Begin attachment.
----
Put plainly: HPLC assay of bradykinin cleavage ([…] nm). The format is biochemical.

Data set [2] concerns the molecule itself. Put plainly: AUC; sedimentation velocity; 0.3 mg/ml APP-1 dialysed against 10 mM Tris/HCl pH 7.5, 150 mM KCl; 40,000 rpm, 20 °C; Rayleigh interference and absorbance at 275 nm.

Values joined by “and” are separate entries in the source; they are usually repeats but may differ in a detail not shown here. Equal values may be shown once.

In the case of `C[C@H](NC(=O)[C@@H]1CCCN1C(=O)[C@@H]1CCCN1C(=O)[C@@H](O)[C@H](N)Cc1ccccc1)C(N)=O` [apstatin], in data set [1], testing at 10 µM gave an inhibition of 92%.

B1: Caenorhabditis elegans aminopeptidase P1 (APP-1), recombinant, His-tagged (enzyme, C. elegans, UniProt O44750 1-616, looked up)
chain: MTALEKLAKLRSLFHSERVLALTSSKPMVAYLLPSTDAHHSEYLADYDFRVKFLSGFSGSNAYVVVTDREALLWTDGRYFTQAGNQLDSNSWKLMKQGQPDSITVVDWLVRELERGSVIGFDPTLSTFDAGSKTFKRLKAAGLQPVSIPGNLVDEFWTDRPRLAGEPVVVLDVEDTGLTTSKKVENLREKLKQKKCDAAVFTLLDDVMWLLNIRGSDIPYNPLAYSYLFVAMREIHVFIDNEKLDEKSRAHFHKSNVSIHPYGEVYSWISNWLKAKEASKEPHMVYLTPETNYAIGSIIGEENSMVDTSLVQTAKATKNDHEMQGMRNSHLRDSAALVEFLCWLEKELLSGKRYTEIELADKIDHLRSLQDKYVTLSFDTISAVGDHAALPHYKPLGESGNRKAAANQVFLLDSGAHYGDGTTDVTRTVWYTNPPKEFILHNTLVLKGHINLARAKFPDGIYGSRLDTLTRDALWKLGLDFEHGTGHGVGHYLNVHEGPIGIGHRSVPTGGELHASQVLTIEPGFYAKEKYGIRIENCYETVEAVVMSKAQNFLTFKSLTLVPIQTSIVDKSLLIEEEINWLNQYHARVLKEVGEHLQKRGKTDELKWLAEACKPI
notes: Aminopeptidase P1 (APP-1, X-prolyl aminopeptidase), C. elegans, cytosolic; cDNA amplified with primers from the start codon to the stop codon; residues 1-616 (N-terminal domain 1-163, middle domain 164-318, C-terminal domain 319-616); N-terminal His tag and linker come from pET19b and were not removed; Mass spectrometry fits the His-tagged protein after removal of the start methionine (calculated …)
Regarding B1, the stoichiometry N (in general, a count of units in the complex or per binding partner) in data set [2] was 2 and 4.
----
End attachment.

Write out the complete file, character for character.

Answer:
Put plainly: HPLC assay of bradykinin cleavage ([…] nm). The format is biochemical.

Data set [2] concerns the molecule itself. Put plainly: AUC; sedimentation velocity; 0.3 mg/ml APP-1 dialysed against 10 mM Tris/HCl pH 7.5, 150 mM KCl; 40,000 rpm, 20 °C; Rayleigh interference and absorbance at 275 nm.

Values joined by “and” are separate entries in the source; they are usually repeats but may differ in a detail not shown here. Equal values may be shown once.

In the case of `C[C@H](NC(=O)[C@@H]1CCCN1C(=O)[C@@H]1CCCN1C(=O)[C@@H](O)[C@H](N)Cc1ccccc1)C(N)=O` [apstatin], in data set [1], testing at 10 µM gave an inhibition of 92%.

B1: Caenorhabditis elegans aminopeptidase P1 (APP-1), recombinant, His-tagged (enzyme, C. elegans, UniProt O44750 1-616, looked up)
chain: MTALEKLAKLRSLFHSERVLALTSSKPMVAYLLPSTDAHHSEYLADYDFRVKFLSGFSGSNAYVVVTDREALLWTDGRYFTQAGNQLDSNSWKLMKQGQPDSITVVDWLVRELERGSVIGFDPTLSTFDAGSKTFKRLKAAGLQPVSIPGNLVDEFWTDRPRLAGEPVVVLDVEDTGLTTSKKVENLREKLKQKKCDAAVFTLLDDVMWLLNIRGSDIPYNPLAYSYLFVAMREIHVFIDNEKLDEKSRAHFHKSNVSIHPYGEVYSWISNWLKAKEASKEPHMVYLTPETNYAIGSIIGEENSMVDTSLVQTAKATKNDHEMQGMRNSHLRDSAALVEFLCWLEKELLSGKRYTEIELADKIDHLRSLQDKYVTLSFDTISAVGDHAALPHYKPLGESGNRKAAANQVFLLDSGAHYGDGTTDVTRTVWYTNPPKEFILHNTLVLKGHINLARAKFPDGIYGSRLDTLTRDALWKLGLDFEHGTGHGVGHYLNVHEGPIGIGHRSVPTGGELHASQVLTIEPGFYAKEKYGIRIENCYETVEAVVMSKAQNFLTFKSLTLVPIQTSIVDKSLLIEEEINWLNQYHARVLKEVGEHLQKRGKTDELKWLAEACKPI
notes: Aminopeptidase P1 (APP-1, X-prolyl aminopeptidase), C. elegans, cytosolic; cDNA amplified with primers from the start codon to the stop codon; residues 1-616 (N-terminal domain 1-163, middle domain 164-318, C-terminal domain 319-616); N-terminal His tag and linker come from pET19b and were not removed; Mass spectrometry fits the His-tagged protein after removal of the start methionine (calculated …)
Regarding B1, the stoichiometry N (in general, a count of units in the complex or per binding partner) in data set [2] was 2 and 4.